If you’re making changes to a disabled employee’s role as a result of reasonable adjustments, a recent case has confirmed that you are unlikely to have to maintain their pay if the new role attracts a lower salary.
A teacher suffered from mental ill-health that amounted to a disability meaning she was unable to teach. She moved to a ‘cover supervisor’ role which had a lower rate of pay – her pay was eventually reduced to the appropriate level. She claimed her pay should have been maintained at a higher rate as a reasonable adjustment.
The decision confirms that protecting higher pay is unlikely to be a reasonable adjustment, supporting employers with the flexibility to pay the appropriate rate for the role being performed. Don’t forget though that you should inform the employee that you will be reducing their pay, explaining why you consider paying them more than the role attracts is not considered to be a reasonable adjustment (and keep a record of the conversation).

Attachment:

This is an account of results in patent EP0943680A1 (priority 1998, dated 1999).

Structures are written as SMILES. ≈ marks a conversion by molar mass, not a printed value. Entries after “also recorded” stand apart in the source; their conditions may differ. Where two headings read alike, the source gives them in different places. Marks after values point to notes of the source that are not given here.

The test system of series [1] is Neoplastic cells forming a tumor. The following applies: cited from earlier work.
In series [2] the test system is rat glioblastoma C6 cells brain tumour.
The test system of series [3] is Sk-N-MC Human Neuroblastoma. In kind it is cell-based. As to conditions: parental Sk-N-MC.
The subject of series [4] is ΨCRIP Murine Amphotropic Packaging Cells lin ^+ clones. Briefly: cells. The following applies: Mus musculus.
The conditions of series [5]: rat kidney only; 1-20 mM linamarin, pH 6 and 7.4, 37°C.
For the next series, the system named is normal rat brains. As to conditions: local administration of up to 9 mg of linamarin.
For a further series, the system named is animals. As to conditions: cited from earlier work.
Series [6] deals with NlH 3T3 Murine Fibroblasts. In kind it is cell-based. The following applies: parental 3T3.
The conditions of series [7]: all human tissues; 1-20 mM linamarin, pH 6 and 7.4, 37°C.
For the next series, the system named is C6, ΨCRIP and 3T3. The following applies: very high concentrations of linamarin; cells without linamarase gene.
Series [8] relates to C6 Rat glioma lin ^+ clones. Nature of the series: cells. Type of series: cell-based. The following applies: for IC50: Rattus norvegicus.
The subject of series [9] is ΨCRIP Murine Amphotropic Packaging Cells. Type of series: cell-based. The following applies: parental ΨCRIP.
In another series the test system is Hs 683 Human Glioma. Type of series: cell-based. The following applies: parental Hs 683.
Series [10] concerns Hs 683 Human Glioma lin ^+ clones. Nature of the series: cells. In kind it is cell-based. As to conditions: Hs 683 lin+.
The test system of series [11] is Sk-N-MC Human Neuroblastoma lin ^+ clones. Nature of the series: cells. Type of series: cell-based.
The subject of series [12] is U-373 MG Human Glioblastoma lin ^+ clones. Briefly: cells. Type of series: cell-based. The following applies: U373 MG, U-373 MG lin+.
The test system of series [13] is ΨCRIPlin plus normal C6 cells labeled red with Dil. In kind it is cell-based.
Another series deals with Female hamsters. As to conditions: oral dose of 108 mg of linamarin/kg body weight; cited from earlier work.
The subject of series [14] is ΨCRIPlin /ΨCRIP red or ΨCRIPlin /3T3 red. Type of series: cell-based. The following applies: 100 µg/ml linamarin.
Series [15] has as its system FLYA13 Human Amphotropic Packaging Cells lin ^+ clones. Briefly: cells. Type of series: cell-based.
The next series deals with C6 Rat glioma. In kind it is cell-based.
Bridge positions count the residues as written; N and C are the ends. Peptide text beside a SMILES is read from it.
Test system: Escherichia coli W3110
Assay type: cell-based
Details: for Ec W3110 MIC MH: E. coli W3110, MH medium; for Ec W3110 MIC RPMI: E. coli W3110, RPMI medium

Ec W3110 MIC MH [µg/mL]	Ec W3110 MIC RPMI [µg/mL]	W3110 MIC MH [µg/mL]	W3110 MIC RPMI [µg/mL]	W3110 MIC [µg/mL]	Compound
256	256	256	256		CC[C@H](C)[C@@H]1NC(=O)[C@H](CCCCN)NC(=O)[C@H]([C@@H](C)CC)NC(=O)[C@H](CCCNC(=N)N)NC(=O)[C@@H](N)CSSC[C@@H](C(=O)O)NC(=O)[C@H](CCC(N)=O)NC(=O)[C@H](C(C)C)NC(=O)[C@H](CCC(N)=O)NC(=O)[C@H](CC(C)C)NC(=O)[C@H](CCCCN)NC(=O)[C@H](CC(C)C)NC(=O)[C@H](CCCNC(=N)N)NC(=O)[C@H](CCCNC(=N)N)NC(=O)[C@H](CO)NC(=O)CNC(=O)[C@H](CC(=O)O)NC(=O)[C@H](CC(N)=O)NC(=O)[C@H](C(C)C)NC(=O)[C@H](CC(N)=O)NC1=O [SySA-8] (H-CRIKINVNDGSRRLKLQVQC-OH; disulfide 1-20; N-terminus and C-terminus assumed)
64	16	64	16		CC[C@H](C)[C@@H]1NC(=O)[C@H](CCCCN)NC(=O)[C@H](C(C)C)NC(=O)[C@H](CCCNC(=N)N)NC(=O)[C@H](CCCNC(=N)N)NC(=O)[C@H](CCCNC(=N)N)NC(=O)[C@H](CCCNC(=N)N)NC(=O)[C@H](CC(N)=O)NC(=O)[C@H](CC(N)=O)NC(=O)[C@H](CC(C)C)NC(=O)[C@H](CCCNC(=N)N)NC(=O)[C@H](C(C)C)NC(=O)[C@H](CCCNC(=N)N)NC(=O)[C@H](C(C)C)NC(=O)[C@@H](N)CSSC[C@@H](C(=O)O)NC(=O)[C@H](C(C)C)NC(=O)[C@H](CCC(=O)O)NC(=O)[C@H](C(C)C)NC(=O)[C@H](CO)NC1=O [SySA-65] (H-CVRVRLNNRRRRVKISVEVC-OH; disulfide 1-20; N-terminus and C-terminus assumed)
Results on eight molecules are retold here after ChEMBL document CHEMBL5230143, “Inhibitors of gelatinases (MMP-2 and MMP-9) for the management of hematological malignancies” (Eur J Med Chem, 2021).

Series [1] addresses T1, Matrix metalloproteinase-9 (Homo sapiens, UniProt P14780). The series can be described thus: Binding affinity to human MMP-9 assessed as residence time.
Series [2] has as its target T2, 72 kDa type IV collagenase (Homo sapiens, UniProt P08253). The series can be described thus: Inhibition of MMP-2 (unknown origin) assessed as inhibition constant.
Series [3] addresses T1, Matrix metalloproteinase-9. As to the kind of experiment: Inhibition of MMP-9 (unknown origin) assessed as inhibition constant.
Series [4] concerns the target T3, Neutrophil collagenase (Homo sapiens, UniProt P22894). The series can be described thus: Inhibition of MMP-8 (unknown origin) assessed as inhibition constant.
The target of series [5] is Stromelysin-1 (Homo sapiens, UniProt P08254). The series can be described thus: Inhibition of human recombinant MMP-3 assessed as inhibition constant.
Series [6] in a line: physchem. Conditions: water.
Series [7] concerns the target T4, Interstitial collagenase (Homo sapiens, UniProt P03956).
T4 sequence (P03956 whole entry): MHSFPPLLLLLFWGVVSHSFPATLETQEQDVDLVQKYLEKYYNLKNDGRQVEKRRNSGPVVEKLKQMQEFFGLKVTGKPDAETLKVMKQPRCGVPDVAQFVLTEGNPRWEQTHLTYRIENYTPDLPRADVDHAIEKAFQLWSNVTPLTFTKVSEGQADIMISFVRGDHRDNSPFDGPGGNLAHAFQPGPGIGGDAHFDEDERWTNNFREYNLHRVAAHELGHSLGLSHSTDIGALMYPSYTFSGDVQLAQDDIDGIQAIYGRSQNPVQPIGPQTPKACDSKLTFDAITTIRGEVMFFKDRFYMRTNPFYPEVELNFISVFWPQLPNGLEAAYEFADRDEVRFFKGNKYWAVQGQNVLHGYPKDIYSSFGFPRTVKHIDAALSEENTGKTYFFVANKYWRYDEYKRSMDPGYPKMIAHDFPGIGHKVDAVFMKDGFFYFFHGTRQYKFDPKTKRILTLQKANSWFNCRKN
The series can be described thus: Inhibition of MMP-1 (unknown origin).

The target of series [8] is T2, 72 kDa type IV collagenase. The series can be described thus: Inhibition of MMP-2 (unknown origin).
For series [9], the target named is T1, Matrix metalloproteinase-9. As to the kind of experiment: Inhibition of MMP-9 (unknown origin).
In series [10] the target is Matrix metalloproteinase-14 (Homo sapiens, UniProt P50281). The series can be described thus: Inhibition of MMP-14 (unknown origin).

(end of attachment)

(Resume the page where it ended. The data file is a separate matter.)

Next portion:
It’s worth considering a run-in period if the role changes quickly (where you maintain the higher salary for a short period) to allow the employee time to plan for a reduced salary. Make clear that the higher level of salary will only be maintained for a short period and at your discretion.
Get in touch if you need to discuss making appropriate reasonable adjustments.